Three Medley Officers fired for traffic accident cover-up
- July 21, 2016
- Posted by: Amir Ladan
- Category: Criminal Law Blog
DUI Accident Cover Up Back Fires
Three officers from the Town of Medley, FL, who allegedly pinned the blame on another driver resulting in his false arrest for DUI, were fired by Medley police department.
Chief Jeanette Said-Jinete ordered the firings of officer Freddy Romero, Sgt. Jorge Perez and Lt. Joseph Olmedo for writing false reports and other misconduct, leading to the false arrest of another driver.
Leovigildo Bravo Fraga, 49, was driving to work one night last fall, when a Medley police car crashed into his mini-van while turning left on an intersection. As a result of the accident, Fraga was falsely accused of failing to yield, arrested on a drunk driving charge and taken to the police station.
The internal documents detailing the incident reported that the incident took place on 8 October, 2011 when Fraga was driving south on Northwest 72nd Avenue at about 11 p.m. The traffic light was green at the intersection of Northwest South River Drive, where officer Romero was trying to turn left.
Romero, who was on duty at the time and driving his marked patrol car, failed to yield, striking Fraga’s car. Neither car sustained serious damage, and no one was hurt. The auto wreck was Romero’s fourth in his 18 months as a Medley cop, which could get him in a lot of trouble for serious discipline.
Romero called Sgt. Perez, who immediately claimed Fraga’s breath smelled of beer. Perez and Romero decided the driver was drunk and processed him as a drunk driver and charged him with the accident.
Fraga, who works as an airport cargo loader, admitted that he had drunk two beers, seven hours earlier during a barbecue, and took a nap after that.
However, Romero administered a roadside sobriety test himself, and said that Fraga failed the breath test; but later claimed that he never actually arrested Fraga. Romero handcuffed Fraga, read him his Miranda rights and drove him to the Hialeah police station.
At the station, the case unraveled quickly and Bravo was released from custody when fellow police from Hialeah realized Fraga was not drunk at the time of the accident. An officer specializing in DUI gave Fraga a breath test twice, which came back at .00% on the Intoxalyzer both times. Other evidence gathered, including the police reports, scene photos and a surveillance video of the crash showed that the Medley cop was at fault in the accident, not Fraga.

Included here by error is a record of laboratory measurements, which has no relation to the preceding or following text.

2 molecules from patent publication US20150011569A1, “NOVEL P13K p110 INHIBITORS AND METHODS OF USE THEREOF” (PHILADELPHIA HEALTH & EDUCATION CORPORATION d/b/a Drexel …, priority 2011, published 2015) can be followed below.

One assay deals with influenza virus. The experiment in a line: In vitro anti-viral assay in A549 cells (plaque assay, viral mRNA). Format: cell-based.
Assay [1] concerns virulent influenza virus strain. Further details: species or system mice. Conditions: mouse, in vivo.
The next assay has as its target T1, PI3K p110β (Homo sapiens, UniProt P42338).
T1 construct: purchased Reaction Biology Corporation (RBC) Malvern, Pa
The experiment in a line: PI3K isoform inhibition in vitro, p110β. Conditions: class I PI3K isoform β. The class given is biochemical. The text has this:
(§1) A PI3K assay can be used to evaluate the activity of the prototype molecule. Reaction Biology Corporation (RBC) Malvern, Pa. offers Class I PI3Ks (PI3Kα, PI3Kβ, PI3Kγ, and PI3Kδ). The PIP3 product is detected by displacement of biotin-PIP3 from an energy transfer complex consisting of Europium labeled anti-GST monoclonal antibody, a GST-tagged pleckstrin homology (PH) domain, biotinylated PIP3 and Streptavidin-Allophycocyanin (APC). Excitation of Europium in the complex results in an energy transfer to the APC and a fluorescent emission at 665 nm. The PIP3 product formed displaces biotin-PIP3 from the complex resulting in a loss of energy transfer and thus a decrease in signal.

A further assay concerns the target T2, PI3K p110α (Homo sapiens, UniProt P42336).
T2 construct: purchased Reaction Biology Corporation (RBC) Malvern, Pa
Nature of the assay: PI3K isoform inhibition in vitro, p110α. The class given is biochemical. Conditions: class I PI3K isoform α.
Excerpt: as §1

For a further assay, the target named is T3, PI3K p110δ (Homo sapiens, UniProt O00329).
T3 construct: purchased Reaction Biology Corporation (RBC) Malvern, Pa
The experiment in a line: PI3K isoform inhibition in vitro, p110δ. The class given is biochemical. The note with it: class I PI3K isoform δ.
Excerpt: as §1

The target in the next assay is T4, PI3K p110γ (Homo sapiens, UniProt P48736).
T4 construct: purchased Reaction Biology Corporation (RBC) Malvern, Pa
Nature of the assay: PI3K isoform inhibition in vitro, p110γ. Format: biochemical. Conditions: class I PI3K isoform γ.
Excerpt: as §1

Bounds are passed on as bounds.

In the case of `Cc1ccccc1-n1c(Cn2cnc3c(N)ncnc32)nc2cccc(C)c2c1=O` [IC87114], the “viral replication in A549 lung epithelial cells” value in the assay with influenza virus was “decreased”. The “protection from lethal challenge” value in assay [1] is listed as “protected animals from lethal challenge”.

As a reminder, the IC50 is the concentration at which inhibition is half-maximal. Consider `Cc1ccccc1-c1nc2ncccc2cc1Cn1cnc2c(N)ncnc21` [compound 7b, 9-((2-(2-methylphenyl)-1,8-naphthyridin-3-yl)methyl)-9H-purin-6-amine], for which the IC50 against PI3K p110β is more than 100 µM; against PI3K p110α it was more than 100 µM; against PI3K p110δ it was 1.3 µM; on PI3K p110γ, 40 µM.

“My car is still damaged and nobody’s paid me anything. My license is suspended and I don’t know why. I have to depend on friends to take me to work,” said Fraga. He also had to pay $151 to the tow yard to retrieve his car which had been towed away.
Although the three Medley cops who committed the crime could not be proved by the Miami-Dade prosecutors, the Medley police department has fired Officer Freddy Romero, Sgt. Jorge Perez and Lt. Joseph Olmedo for writing false police reports and other misconduct.
The president of the Miami-Dade Police Benevolent Association, which is representing two of the three officers, John Rivera, called the firing ‘harsh and unfair.”
The entire episode has been a black eye for the police department of Medley, the eight-square mile Miami-Dade industrial town just west of Hialeah. According to latest news, the three officers are also suing Medley, saying that the investigation is severely flawed and the police chief violated the city’s charter by ordering their firings.
“This is a biased witch-hunt and willful violation of every concept of fairness,” said their lawyer, Jose M. Herrera.
In his statement, Herrera said that he believed Fraga was impaired “by exhaustion” as he works the night shift.
Perez also wrote a report stating several facts accusing Fraga in the accident, which were later shot down.
Lt. Olmeda, who was the acting chief as Said-Jinete was out of town, quickly approved his report and filed the report directly with the department’s insurance company, instead of with the town’s legal department, breaking Medley rules.
The coverup was noticed by an adjuster with United Automobile Insurance who found out that the claim did not match the accident report and photos. As a result, the Hialeah police was asked to initiate an internal-affairs probe by the chief’s office.
The final investigation showed “very sloppy police work”, but one which could not sustain a criminal case. The possible crimes include unlawful compensation, official misconduct and fraudulent insurance claim.